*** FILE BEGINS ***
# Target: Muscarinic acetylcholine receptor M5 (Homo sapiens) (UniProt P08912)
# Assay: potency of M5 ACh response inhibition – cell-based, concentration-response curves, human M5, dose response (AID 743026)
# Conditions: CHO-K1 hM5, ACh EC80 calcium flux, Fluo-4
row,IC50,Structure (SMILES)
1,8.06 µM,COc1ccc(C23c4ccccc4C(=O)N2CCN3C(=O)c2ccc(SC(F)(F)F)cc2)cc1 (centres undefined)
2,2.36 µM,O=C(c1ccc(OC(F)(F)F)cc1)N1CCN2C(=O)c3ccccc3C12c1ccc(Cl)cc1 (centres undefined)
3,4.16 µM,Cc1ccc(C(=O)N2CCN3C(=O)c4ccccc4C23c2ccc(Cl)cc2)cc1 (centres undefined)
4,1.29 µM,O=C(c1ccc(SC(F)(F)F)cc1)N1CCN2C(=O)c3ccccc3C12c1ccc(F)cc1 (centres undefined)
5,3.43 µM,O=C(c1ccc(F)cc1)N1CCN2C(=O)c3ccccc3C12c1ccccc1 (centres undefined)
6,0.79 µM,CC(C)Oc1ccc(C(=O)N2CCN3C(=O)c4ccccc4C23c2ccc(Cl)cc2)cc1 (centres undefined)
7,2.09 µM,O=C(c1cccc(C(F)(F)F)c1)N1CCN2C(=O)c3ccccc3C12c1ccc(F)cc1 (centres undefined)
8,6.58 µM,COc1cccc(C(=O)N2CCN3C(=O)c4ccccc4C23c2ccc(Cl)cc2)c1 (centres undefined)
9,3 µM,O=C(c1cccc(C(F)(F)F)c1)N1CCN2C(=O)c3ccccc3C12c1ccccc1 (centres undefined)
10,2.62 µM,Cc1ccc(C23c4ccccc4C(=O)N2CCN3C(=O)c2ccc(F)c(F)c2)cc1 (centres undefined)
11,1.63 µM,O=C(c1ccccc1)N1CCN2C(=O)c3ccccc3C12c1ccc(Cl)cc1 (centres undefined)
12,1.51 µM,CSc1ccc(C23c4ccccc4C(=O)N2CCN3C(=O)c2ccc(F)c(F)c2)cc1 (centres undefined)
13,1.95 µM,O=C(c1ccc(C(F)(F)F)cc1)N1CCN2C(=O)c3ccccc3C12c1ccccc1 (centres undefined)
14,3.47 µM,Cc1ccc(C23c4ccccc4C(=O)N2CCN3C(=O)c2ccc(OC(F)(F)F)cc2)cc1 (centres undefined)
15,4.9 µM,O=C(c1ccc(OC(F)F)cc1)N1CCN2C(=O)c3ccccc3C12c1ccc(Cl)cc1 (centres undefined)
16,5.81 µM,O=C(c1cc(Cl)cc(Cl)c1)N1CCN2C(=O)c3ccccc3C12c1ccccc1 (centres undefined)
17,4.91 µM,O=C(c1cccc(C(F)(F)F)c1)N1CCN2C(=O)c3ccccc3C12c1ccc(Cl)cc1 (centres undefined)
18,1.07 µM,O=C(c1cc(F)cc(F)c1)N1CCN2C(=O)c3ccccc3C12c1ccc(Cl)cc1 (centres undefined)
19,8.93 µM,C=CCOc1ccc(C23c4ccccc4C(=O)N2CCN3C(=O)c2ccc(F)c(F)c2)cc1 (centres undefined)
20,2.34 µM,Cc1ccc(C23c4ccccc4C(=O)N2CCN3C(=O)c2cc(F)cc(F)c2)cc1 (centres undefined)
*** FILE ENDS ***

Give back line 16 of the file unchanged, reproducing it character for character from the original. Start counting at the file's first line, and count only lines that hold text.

12,1.51 µM,CSc1ccc(C23c4ccccc4C(=O)N2CCN3C(=O)c2ccc(F)c(F)c2)cc1 (centres undefined)